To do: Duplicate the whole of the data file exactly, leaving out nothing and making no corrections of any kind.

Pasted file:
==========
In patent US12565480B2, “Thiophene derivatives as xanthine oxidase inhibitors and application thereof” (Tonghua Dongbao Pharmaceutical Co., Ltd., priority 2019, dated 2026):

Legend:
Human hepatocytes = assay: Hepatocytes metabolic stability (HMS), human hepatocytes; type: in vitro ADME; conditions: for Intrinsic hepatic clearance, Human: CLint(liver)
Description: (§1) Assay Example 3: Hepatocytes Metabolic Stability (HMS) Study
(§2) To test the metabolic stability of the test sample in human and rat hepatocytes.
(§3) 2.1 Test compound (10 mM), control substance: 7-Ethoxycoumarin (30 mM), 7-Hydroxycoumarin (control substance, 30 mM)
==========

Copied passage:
In patent US12565480B2, “Thiophene derivatives as xanthine oxidase inhibitors and application thereof” (Tonghua Dongbao Pharmaceutical Co., Ltd., priority 2019, dated 2026):

Legend:
Human hepatocytes = assay: Hepatocytes metabolic stability (HMS), human hepatocytes; type: in vitro ADME; conditions: for Intrinsic hepatic clearance, Human: CLint(liver)
Description: (§1) Assay Example 3: Hepatocytes Metabolic Stability (HMS) Study
(§2) To test the metabolic stability of the test sample in human and rat hepatocytes.
(§3) 2.1 Test compound (10 mM), control substance: 7-Ethoxycoumarin (30 mM), 7-Hydroxycoumarin (control substance, 30 mM)